For the past few decades the Canadian economy has experienced exceptionally low inflation rates ranging from one to three per cent. Unfortunately, Canadians today are challenged with a 30-year high inflation rate of 6.8%, with expectations that it will remain high through 2023. With rising inflation rates, how does this impact your income and investments? And what should you do?
What is inflation?
Inflation is a measurement of the increase in the cost of goods and services over time, which in turn impacts the purchasing power of your money. For example, an apple today could cost you $1, but the following year it could be priced at $1.07. In Canada, inflation is measured using the Consumer Price Index, which tracks the increase in the prices of goods and services across eight major categories. From April 2021 to April 2022, gasoline, food and shelter have all seen inflated prices that are more than double the Bank of Canada’s (BoC) benchmark goal of three per cent maximum. These rising prices mean that the quality of life for those with low, stagnant and fixed incomes will be significantly impacted, consumers will afford less goods and services, and businesses may generate lower profits. To learn more about inflation, please visit the Bank of Canada.
Why is inflation rising in Canada?
Inflation in Canada has been greatly impacted by both national and international pressures, such as:
- record low-interest rates
- government’s pandemic response to stimulate the economy
- massive disruptions in the global supply chain
- and the ongoing war in Ukraine driving up commodity prices
To slow down and reduce inflation, the BoC has begun increasing interest rates in phases, which discourages consumers and businesses from borrowing money and spending. While these increases put added pressure on businesses and families in the short term, if implemented correctly these can bring down inflation and stabilize markets too.
Investing during high inflation
During times of high inflation and uncertain global markets, it is not uncommon to feel anxious as you watch interest rates rise and some or all of your investments fall. Investors who have more experience and can tolerate more risk with their money may look for opportunities to capitalize on certain industries or investments that have outperformed during periods of high inflation. It is worth noting that the past performance of any investment is not an indicator of future performance. By attempting to change your portfolio to capitalize on different economic situations, you are exposing yourself to the risk of trying to time the market, which more often than not will have you underperform average market returns.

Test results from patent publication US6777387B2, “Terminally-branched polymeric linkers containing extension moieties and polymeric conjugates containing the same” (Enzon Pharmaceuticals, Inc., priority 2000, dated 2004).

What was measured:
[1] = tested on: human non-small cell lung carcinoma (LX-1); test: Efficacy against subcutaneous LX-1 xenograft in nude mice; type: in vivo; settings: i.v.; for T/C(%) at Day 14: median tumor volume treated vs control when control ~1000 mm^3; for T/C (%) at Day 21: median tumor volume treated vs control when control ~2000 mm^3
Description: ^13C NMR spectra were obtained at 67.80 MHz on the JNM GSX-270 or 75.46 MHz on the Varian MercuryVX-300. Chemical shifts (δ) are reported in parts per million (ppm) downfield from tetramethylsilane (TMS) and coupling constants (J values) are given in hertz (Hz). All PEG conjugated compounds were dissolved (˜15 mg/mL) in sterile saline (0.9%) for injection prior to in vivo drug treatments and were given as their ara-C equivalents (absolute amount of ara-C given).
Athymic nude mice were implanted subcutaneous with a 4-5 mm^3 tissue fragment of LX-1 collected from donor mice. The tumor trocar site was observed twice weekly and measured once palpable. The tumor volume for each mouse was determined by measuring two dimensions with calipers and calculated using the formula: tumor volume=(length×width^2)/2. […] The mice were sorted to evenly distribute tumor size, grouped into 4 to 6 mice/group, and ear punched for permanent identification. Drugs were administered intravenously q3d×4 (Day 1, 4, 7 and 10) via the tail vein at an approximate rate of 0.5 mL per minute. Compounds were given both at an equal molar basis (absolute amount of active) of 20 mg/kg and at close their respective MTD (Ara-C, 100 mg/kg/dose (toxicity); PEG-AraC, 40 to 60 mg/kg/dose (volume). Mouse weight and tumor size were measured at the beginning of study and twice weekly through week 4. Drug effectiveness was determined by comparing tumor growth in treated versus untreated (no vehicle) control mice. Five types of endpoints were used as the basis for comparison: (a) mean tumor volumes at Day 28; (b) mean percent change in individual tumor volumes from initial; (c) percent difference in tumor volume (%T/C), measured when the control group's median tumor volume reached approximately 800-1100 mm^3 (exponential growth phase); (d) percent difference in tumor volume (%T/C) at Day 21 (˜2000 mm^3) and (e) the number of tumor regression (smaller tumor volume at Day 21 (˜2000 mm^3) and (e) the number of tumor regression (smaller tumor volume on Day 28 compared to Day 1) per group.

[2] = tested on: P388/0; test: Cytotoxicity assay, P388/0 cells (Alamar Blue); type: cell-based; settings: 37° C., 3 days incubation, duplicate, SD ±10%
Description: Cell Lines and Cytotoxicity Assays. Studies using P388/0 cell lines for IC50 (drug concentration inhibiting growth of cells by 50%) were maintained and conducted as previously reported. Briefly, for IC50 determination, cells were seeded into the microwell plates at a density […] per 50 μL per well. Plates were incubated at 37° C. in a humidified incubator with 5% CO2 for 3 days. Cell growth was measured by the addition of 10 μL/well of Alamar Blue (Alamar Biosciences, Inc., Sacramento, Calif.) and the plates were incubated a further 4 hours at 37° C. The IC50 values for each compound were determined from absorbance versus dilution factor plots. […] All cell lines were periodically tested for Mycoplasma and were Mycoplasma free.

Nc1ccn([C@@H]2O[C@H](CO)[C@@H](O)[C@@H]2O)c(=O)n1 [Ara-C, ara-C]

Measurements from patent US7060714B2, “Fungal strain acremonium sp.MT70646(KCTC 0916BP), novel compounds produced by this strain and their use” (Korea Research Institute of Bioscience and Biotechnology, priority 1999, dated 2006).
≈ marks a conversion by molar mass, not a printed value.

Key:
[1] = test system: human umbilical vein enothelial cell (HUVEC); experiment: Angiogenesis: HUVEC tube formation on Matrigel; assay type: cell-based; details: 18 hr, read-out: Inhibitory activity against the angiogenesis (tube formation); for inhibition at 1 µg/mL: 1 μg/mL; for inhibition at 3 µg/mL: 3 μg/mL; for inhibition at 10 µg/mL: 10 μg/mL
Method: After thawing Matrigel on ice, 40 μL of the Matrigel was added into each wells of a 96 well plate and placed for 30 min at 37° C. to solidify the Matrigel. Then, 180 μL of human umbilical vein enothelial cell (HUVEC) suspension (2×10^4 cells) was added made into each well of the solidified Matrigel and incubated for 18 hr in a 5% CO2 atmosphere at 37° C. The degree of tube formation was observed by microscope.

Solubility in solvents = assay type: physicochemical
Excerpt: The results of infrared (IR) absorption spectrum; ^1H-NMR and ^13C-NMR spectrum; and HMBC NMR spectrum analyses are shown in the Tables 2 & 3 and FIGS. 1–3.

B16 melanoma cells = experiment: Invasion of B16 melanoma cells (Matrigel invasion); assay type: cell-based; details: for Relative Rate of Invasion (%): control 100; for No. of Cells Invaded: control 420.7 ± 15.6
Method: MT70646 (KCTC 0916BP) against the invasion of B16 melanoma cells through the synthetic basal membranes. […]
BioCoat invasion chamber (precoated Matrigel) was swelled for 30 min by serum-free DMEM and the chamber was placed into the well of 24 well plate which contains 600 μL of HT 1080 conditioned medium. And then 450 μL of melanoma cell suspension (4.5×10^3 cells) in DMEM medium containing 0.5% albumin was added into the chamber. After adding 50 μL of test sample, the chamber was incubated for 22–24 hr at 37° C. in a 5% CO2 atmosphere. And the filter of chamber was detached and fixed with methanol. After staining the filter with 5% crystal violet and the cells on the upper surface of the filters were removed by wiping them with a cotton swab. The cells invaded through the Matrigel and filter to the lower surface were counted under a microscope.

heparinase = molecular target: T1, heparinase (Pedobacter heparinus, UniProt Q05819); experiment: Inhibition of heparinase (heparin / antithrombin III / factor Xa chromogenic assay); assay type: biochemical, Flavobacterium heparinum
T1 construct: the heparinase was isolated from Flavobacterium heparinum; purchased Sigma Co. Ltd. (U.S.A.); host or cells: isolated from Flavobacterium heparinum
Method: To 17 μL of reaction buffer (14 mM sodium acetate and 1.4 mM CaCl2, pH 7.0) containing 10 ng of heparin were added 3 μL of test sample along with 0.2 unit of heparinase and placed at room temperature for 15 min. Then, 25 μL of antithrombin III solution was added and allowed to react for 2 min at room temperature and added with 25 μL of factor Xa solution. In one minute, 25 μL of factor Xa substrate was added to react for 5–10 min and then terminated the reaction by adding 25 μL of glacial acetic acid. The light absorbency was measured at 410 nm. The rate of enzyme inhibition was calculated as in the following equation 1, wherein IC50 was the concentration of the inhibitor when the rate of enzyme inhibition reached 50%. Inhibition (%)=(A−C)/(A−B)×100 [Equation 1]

During bear markets (when markets decline by more than 20%), it is important to recognize how you may be feeling about your portfolio and revisit your financial plan and investments. If you work with a financial advisor, you may want to arrange a meeting with them to discuss the long-term view of your investments and how they are tracking towards your financial goals for peace of mind. For those without an advisor, remember that periods of high inflation may be temporary. Higher interest rates and recovering global economies may lessen the severity of inflation quicker than you think. Before you take any action, consider the time horizon of your investments and their underlying fundamentals. If you need more help assessing the long-term suitability of your investment portfolio and financial plan, you may want to talk to a financial planner or a registered financial advisor.
Without question, Canadians are facing challenging times. When it comes to your investments, stay focused on your financial goals and avoid the noise in the news and media. By maintaining a long-term view and a diversified investment portfolio aligned to your risk tolerance and goals, you can weather the storms of uncertain markets.